When the world economy is in turmoil, the multilateral trading system can contribute to stability. Some would argue that this can even contribute to international peace. History is littered with examples of trade disputes escalating into armed conflict.
It’s a claim that should not be exaggerated, but there is truth in it. If we understand why, we have a clearer picture of what the system actually does.
Why was the system set up? Essentially, it was for two reasons. One was the big-picture need to avoid a repeat of the destructive trade tensions before World War II. The other was countries’ pragmatic desire for their producers to trade more easily.
The result was the General Agreement on Tariffs and Trade (GATT), created in 1948, immediately after the war. Its success led to further reforms, and the World Trade Organization (WTO) emerged in 1995. An ever- increasing number of countries have agreed on trade rules that are now almost global. They are committed to the legally binding limits on their trade barriers and subsidies that they have also negotiated.
Sticking to these is self-interest because countries want their trading partners also to play by the rules and stay within their commitments — and just in case pressure from domestic interests is too great, the information on raised trade barriers is shared globally through regular monitoring. By and large, peer pressure works.
Two of the most fundamental principles of the trading system are at work here: helping trade to flow smoothly, and providing countries with a constructive and fair outlet for dealing with disputes over trade issues.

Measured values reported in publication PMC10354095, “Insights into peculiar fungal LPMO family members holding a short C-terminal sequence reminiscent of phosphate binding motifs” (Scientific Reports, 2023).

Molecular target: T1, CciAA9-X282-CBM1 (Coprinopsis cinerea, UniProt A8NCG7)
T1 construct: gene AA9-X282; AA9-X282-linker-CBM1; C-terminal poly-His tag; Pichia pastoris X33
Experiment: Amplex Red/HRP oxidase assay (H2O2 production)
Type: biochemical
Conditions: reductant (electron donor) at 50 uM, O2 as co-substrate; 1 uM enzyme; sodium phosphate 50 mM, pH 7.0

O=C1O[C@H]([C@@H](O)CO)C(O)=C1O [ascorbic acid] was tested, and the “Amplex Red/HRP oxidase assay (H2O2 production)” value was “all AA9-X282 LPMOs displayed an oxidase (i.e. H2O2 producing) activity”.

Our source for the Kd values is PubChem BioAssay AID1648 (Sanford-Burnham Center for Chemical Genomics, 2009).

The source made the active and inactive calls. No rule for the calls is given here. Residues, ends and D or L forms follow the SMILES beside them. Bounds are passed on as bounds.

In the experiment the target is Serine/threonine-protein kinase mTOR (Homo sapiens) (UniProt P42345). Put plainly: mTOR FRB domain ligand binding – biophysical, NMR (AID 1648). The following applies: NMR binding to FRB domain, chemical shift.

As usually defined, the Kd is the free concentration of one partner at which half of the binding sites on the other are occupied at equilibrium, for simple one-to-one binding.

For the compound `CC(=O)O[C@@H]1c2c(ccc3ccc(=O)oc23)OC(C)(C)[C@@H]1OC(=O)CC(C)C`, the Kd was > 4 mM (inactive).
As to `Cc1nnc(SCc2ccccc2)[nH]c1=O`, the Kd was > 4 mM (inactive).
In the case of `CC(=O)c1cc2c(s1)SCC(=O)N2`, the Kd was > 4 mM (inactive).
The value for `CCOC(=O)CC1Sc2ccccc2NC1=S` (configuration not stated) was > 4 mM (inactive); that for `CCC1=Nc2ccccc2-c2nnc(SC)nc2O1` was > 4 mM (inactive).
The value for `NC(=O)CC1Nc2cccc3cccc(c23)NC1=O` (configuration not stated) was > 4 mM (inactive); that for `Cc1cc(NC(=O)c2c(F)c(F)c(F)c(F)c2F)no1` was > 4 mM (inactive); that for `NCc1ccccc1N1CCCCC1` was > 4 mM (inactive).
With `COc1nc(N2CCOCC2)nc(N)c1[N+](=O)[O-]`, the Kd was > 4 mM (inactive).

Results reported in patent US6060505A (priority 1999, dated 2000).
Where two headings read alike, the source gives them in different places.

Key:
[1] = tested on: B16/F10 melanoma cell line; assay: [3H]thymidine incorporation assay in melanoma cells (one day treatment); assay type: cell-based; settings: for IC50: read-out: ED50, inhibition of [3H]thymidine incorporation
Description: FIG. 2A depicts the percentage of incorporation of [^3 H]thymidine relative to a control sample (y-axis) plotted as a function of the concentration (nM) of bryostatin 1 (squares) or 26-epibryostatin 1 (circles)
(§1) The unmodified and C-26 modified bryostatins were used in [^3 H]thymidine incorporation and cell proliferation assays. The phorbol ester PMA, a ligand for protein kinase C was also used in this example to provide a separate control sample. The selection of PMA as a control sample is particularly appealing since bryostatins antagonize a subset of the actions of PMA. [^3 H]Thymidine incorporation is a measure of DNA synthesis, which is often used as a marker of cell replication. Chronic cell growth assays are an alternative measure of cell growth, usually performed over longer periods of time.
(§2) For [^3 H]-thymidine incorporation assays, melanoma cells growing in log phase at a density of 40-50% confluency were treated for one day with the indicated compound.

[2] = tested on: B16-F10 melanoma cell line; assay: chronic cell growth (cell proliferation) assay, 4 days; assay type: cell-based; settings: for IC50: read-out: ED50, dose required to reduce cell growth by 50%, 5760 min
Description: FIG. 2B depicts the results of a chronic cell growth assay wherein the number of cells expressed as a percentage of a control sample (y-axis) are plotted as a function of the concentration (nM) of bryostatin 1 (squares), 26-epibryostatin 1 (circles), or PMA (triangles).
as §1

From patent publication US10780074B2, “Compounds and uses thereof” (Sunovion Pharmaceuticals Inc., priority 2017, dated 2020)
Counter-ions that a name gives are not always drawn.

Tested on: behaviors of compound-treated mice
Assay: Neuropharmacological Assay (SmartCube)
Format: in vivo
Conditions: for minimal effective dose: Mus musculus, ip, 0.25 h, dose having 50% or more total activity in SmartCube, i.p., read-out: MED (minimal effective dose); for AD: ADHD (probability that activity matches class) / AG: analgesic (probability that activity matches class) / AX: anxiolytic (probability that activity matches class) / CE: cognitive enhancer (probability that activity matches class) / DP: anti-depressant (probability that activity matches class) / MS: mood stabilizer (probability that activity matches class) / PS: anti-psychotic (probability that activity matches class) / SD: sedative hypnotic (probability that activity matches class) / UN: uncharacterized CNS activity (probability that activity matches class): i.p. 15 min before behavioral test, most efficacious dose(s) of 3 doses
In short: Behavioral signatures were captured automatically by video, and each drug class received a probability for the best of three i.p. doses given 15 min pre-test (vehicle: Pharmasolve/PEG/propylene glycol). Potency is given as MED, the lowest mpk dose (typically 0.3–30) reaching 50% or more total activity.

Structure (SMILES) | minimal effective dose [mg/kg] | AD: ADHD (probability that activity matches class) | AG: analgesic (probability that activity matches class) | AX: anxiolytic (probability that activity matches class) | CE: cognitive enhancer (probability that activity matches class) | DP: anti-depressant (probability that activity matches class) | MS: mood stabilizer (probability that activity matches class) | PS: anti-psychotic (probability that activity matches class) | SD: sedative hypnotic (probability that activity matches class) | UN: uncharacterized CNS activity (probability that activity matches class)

Before: when protectionism backfired. The early 1930s saw a devastating trade war. In the Great Depression, fear that imports would throw more people out of work led governments to raise their trade barriers, thus setting off a vicious cycle of retaliation. This simply worsened unemployment. The world economy spiralled downwards, eventually contributing to the outbreak of World War II. Protectionism can easily plunge us into a situation where no one wins and everyone loses.
After: restraint and confidence. Post-war, under the GATT/WTO system trade surged. More importantly, it has been much more stable, even during economic crises. Agreed rules and confidence-building are key.
Confidence helps to avoid the no-win trade wars witnessed in the 1930s. When governments believe that others will keep their trade barriers within agreed limits, they will do the same. They will be in a much better frame of mind to cooperate with each other.
The WTO trading system plays a vital role in creating and reinforcing that confidence. Particularly important are negotiations that lead to agreement by consensus and a focus on abiding by the rules.